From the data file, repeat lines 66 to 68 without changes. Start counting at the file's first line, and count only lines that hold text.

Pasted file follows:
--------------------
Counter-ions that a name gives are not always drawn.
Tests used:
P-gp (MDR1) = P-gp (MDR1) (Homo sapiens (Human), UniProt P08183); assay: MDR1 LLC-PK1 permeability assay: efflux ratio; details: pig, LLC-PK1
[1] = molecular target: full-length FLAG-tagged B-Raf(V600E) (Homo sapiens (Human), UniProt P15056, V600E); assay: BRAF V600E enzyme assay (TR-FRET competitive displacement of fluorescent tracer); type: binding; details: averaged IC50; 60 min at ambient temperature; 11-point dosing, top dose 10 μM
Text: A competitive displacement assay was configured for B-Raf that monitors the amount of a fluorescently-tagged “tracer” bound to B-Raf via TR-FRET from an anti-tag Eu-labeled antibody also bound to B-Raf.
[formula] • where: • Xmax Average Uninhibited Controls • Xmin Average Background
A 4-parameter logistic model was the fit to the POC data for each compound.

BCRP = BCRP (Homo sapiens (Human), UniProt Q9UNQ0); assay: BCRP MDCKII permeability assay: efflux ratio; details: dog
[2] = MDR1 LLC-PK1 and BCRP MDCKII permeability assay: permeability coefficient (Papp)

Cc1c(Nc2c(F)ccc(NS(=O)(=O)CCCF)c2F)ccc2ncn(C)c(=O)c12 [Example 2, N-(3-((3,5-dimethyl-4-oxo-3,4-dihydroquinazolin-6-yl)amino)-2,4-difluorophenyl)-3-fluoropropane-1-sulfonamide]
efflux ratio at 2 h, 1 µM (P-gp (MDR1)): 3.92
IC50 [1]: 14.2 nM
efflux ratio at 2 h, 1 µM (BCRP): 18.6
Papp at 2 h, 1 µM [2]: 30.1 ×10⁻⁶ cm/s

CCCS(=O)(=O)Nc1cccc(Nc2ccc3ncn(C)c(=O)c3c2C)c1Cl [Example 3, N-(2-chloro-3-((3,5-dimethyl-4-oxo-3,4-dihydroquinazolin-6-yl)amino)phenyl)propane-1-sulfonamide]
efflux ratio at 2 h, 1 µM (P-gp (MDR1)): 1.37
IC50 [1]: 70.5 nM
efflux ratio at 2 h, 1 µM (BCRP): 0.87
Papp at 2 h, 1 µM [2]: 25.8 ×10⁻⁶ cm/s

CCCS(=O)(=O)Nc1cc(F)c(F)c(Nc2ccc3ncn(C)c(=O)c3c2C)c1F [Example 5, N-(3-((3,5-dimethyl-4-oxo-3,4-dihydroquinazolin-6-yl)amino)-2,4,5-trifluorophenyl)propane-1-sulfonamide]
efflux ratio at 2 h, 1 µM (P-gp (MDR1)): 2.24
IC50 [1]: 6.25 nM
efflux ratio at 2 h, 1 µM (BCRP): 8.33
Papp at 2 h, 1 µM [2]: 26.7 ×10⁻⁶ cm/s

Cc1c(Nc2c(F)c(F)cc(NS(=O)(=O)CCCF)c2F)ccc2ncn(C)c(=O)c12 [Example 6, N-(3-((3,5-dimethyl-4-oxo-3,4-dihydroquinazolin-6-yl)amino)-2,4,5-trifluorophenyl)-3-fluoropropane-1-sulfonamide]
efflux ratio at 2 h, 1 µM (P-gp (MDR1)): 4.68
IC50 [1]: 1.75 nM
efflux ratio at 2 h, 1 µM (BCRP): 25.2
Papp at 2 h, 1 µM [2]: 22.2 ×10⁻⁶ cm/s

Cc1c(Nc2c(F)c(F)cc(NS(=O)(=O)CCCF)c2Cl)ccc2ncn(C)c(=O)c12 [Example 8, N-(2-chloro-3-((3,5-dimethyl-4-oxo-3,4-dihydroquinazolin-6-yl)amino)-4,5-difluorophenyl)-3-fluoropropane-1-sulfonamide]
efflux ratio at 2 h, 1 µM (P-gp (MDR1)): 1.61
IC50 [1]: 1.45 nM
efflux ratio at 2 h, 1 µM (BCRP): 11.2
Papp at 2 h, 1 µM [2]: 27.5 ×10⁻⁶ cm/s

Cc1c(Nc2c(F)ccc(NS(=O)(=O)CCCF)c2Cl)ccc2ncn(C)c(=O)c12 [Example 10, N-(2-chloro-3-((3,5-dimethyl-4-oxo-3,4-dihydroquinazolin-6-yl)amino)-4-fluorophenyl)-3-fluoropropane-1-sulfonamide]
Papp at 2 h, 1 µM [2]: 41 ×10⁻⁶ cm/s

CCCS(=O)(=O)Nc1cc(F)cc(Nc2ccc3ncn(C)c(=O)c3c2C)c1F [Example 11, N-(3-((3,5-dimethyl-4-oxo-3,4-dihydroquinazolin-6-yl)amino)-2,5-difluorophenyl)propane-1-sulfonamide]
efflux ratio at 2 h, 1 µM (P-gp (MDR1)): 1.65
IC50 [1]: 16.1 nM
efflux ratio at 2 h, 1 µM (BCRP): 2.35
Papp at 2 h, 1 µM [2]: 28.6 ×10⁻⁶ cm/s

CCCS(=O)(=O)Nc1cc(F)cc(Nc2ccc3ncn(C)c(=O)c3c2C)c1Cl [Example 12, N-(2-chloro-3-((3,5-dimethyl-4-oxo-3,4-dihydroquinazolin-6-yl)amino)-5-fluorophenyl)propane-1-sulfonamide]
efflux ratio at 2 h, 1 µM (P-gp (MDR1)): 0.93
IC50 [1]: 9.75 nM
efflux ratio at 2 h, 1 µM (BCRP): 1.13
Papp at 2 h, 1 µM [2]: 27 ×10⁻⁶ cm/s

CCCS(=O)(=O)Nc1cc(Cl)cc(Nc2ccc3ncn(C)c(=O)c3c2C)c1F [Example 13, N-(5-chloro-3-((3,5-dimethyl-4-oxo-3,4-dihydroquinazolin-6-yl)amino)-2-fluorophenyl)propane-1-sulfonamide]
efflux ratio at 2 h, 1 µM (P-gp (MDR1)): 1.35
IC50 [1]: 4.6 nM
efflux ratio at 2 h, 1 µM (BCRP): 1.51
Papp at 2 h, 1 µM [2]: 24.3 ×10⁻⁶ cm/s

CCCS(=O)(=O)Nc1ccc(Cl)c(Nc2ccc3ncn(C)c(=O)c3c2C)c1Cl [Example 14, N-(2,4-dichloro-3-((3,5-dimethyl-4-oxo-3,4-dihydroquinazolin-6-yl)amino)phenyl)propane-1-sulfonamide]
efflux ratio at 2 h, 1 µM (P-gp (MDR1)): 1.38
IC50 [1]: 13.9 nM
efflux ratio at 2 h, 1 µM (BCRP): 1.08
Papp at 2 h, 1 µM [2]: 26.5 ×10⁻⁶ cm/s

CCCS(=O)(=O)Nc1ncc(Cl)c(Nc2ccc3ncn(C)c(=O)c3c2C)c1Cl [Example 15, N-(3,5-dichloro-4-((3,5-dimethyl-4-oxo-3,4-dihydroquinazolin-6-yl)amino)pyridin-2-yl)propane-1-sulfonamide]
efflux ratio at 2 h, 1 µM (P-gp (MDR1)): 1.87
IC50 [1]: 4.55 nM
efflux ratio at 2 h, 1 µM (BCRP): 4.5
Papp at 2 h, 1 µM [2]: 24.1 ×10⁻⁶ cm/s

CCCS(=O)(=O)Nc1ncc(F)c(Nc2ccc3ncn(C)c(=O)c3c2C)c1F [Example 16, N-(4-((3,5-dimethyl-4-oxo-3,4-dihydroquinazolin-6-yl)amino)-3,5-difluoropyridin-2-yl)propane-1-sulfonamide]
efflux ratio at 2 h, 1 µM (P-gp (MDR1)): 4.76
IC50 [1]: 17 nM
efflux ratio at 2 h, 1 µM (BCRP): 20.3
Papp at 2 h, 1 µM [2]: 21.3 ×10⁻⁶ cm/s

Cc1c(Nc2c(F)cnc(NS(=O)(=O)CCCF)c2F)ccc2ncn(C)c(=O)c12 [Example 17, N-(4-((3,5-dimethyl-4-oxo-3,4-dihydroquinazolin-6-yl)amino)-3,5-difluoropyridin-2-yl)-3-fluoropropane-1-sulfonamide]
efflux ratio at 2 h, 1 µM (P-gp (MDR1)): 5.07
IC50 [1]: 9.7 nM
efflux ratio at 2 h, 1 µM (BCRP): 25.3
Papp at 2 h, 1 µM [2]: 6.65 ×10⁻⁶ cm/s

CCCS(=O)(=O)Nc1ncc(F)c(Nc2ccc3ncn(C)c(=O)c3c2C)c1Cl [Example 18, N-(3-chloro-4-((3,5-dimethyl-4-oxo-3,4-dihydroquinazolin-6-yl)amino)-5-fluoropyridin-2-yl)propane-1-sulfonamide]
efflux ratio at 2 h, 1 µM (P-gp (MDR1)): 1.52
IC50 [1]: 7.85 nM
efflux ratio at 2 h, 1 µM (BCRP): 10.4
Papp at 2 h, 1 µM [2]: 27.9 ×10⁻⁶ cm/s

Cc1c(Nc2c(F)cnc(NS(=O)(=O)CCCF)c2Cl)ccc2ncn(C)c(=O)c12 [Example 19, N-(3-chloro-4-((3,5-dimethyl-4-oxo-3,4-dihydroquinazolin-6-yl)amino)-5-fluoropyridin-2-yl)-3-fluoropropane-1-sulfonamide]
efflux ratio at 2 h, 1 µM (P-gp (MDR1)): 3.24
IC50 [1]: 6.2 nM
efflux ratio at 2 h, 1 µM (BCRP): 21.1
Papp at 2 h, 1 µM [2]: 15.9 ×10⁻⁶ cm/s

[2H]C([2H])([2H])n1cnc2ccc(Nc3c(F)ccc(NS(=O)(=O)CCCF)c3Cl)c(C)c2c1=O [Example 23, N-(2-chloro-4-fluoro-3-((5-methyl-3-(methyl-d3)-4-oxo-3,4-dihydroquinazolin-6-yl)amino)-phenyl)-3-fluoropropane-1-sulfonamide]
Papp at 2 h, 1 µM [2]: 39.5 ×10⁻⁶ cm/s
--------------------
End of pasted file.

Papp at 2 h, 1 µM [2]: 21.3 ×10⁻⁶ cm/s

Cc1c(Nc2c(F)cnc(NS(=O)(=O)CCCF)c2F)ccc2ncn(C)c(=O)c12 [Example 17, N-(4-((3,5-dimethyl-4-oxo-3,4-dihydroquinazolin-6-yl)amino)-3,5-difluoropyridin-2-yl)-3-fluoropropane-1-sulfonamide]
efflux ratio at 2 h, 1 µM (P-gp (MDR1)): 5.07